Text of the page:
This weekend Michigan blacksmiths will do demonstrations at the first West Michigan “Hammer-In.” In other parts of the state, hammer-ins are held almost every week. This event will be in South Haven at the Michigan Flywheelers Museum where Ted Guimond is blacksmith.
Some people think of blacksmithing as a dying art, but Guimond says there are about 300 members in the Michigan Artist Blacksmiths Association alone. Guimond has been a smith for about ten years, but he dreamt of becoming a one since he was nine.
“As a young boy, I was continuously told lies about my grandfather on my mother’s side who was a blacksmith. And I say lies because he says ‘Oh he was a big strapping fellow and he’d shoe those horses. And if the horse didn’t want to lift its foot, he’d just get his shoulder up underneath it and lift the back end of that horse and shoe it.’ And I just ‘Oh man, I’m going to be a big blacksmith.’ And so I had that in my mind. And then my mother and my sister took me to Greenfield Village when I was about nine or ten years old, and we’re walking around and walking around and walking around. And I’m nine or ten years old—it’s like ‘Oh yeah, well, this is interesting,’ until we got to the blacksmith shop. And then my eyes just were huge and it was exciting.”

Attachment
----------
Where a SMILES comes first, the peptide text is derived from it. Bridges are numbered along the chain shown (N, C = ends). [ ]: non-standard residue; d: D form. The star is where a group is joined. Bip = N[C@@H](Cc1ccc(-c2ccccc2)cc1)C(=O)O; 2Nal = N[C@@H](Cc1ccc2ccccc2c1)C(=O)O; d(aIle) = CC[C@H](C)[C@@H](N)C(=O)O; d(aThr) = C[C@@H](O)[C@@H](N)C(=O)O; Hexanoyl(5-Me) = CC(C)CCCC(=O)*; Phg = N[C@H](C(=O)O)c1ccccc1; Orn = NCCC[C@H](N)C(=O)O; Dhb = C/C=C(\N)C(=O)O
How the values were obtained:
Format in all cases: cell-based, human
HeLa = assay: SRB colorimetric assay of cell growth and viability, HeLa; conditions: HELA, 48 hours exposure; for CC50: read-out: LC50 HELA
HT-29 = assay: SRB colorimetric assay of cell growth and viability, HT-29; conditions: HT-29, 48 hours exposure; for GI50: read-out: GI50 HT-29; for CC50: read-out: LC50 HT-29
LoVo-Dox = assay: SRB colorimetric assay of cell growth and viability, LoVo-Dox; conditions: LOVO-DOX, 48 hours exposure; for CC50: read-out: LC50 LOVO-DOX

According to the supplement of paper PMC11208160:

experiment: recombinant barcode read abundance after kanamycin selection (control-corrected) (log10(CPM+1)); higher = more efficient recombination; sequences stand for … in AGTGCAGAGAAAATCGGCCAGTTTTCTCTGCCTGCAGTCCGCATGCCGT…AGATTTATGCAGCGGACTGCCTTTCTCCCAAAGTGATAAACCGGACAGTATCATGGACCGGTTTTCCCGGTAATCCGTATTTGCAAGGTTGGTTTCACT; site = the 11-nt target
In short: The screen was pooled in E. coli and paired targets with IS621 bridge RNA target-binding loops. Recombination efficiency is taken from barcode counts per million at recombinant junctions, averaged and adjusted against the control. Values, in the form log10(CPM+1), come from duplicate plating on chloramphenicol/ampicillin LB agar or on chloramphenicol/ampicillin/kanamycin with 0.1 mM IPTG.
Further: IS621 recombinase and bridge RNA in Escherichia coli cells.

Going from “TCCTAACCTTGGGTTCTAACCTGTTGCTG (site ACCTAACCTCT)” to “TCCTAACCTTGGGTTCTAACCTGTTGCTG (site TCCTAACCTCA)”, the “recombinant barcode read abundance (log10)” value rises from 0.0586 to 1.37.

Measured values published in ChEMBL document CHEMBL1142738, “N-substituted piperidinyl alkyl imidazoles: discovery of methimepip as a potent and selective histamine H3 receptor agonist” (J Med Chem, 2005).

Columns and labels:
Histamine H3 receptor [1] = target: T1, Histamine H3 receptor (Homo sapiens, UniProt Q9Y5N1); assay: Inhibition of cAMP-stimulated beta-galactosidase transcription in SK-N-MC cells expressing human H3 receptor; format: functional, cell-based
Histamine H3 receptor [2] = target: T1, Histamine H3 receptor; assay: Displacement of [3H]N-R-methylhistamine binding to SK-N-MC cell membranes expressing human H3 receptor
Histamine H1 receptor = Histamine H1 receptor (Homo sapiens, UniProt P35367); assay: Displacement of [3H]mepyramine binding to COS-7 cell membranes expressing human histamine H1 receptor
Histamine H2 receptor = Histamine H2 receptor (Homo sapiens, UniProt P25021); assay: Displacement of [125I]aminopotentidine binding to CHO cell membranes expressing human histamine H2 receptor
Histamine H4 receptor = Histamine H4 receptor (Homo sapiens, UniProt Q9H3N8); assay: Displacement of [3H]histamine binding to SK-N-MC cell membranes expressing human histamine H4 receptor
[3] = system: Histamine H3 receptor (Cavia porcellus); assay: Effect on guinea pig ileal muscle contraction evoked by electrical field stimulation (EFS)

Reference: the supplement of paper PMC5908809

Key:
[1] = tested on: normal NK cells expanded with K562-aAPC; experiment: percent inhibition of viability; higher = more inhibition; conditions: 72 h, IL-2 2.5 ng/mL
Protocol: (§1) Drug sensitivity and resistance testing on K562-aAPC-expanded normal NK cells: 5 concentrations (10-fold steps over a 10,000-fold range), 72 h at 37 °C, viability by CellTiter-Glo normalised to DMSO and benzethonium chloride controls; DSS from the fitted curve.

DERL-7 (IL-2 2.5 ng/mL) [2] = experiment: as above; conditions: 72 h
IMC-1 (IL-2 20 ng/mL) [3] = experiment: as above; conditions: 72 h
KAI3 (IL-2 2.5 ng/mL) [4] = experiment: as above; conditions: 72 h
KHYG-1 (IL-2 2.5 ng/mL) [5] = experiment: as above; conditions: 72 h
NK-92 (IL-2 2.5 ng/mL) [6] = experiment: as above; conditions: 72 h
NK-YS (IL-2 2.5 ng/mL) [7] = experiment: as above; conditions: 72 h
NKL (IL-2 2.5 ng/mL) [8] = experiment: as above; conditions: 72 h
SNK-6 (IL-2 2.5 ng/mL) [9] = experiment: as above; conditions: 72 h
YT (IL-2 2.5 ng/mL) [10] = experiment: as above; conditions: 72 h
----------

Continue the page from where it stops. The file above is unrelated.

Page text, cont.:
Guimond says quite a few old sayings come from blacksmithing. One example is, 'strike while the iron is hot.'
“This is carbon steel," says Guimond as he hammers on what would become a meat fork. "If I were to pound on that when it was cold…every time you hit it, it becomes just a little more brittle. And over a series of beatings it could shatter or when I really most need it—I’m using it to pull a roast of the grill and it could break off. So we always hit only when the metal’s hot.”
Guimond likes to add a little pizzazz to his work, with twists and curls.
“As you turn it, it really does a really nice visual effect. Even when it’s just standing still, it looks to me like it’s in motion,” he says.
Like any other artist Guimond makes custom art pieces. He’s currently working on a large copper turtle sculpture that will sit by a customer’s pond. But Guimond says, like the blacksmiths of old, he still works on a lot of everyday things.
“Whatever someone wants or needs. I make campfire gear for setting up over a campfire—tripods and crosspieces and ‘S’ hooks. I do a series of grill forks, steak turners, and spatulas," he says. "I do repairs. Somebody comes in and says ‘I broke this. Can you fix it?’ ‘Well yeah, we can do that.’ A little bit of everything.”
Before finishing off a piece, Guimond takes a large block of beeswax and rubs it on the metal.
“By waxing the hot metal it actually absorbs a little of it and it will give it that characteristic black iron appearance and it will also help impede rusting,” he says.
“When I’m hanging on to this metal and it’s heated and I’m forging it and it’s moving, I just…that metal in my left hand just feels like an extension of my hand. And as I move it, I can kind of feel it moving and feel what it’s going to do. And it just…you know it seems like it’s a part of me.”
Ted Guimond and a few other blacksmiths will be doing demonstrations and selling their wares this weekend at the Hammer-In during the Michigan Flywheelers Museum’s Swap Meet & Flea Market in South Haven.